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Using children’s literature to support mathematics instruction has been connected to positive academic outcomes and learning dispositions; however, less is known about the use of audiovisual based narrative mediums to support student mathematical learning experiences. The current exploratory, qualitative study involved teaching three lessons based on challenging, problem solving tasks to two classes of Australian Year (Grade) 5 students (10 and 11 year olds). These tasks were developed from various narratives, each portrayed through a different medium (movie clip, short film, picture story book). Post lesson interviews were undertaken with 24 students inviting them to compare and contrast this lesson sequence with their usual mathematics instruction. Drawing on a self-determination theory lens, our analysis revealed that these lessons were experienced by students as both highly enjoyable and mathematically challenging. More specifically, it was found that presenting mathematics tasks based on rich and familiar contexts and providing meaningful choices about how to approach their mathematical work supported student autonomy. In addition, there was evidence that the narrative presentation supported student understanding of the mathematics through making the tasks clearer and more accessible, whilst the audiovisual mediums (movie clip, short film) in particular provided a dynamic representation of key mathematical ideas (e.g., transformation and scale). Students indicated an eclectic range of preferences in terms of their preferred narrative mediums for exploring mathematical ideas. Our findings support the conclusion that educators and researchers focused on the benefits of teaching mathematics through picture story books consider extending their definition of narrative to encompass other mediums, such as movie clips and short films.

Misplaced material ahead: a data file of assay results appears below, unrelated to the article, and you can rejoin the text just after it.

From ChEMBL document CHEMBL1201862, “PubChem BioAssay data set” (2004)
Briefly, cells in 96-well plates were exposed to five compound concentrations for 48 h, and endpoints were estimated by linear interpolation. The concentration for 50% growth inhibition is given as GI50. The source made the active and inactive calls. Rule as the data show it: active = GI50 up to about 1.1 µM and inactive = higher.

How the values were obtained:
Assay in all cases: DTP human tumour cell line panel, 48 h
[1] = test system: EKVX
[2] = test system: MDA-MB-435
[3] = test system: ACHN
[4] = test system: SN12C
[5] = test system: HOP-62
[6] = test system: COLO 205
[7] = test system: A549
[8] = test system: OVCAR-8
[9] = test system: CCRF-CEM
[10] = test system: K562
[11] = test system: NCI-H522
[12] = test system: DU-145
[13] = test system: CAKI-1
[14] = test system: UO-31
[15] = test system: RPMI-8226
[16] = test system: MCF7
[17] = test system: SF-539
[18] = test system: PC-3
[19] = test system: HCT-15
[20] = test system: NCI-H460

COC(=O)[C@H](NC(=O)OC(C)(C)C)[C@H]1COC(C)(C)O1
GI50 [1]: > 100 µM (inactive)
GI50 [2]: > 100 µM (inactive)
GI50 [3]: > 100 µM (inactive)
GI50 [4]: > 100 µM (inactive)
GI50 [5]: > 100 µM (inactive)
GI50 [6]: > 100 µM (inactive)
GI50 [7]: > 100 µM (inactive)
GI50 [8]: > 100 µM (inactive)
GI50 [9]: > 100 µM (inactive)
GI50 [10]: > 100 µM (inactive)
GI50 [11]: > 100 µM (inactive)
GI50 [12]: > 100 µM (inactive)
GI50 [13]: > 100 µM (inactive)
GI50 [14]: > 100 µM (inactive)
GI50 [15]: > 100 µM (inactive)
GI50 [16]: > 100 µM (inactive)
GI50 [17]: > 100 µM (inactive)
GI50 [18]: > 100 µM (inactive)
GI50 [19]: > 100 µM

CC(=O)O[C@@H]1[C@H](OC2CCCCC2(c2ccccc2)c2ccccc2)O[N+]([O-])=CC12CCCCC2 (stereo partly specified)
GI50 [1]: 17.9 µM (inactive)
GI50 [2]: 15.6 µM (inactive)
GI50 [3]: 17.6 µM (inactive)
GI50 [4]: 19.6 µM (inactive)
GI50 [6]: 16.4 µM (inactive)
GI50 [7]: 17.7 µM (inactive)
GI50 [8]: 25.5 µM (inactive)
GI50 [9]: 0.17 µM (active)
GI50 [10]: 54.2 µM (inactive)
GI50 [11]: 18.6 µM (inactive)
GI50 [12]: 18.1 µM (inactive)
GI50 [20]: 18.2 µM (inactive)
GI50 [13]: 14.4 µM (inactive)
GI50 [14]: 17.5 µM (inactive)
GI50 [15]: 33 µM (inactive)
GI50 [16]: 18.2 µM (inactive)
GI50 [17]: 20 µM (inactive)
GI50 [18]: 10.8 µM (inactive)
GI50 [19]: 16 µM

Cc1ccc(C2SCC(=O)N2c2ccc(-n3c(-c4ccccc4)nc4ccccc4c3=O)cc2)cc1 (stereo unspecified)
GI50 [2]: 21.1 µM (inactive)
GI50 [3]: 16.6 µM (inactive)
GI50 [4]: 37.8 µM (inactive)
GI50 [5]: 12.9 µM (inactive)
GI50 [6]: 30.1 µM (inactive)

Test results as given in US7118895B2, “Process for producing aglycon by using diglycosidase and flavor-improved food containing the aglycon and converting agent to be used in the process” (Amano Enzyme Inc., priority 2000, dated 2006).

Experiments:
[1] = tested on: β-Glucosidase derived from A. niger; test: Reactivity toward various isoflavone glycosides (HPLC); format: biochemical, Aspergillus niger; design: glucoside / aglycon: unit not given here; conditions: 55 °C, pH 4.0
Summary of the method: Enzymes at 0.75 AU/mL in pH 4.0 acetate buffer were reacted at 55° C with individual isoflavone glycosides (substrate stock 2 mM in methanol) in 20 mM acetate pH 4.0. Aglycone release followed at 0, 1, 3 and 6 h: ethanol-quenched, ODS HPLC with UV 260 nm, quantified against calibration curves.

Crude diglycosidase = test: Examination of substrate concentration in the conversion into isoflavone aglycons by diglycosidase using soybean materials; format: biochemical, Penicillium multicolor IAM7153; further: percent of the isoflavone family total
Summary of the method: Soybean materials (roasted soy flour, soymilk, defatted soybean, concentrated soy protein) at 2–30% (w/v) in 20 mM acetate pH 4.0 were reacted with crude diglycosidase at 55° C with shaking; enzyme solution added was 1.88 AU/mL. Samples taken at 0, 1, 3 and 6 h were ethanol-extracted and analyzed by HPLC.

These two related short articles contain classroom activities for primary school teachers. Fairy tales provide wonderful contexts for exploring a variety of important mathematical ideas. Read or retell one of these fairy tales to students and undertake the associated investigation. Afterwards, invite students to reflect on their own favourite fairy tale and then have a go at devising their own narrative-driven, mathematical inquiry.
A great deal of research has looked at the use of photographs, illustrations, and diagrams to support student understanding of mathematical concepts. In this paper, the authors explore some of the advantages that dynamic representations have over their static counterparts as they put movies under a mathematical lens.
The following series of challenging tasks are built around three wonderful picture story books by author/illustrator Oliver Jeffers. We suggest reading each book and tackling these tasks.
The four pillars of student engagement, teacher engagement, breadth of mathematics and depth of mathematics are used to explain the benefits of a narrative-first approach for supporting the integration of mathematics and children's literature.
This paper presents a series of increasingly challenging mathematical tasks based around the much-loved children's book Where is the Green Sheep?
This article outlines teaching ideas appropriate for primary mathematics. It is mainly aimed at primary school teachers and teacher-researchers. The Room on the Broom text is used as an example to illustrate how one might structure a lesson using the Narrative-First Approach.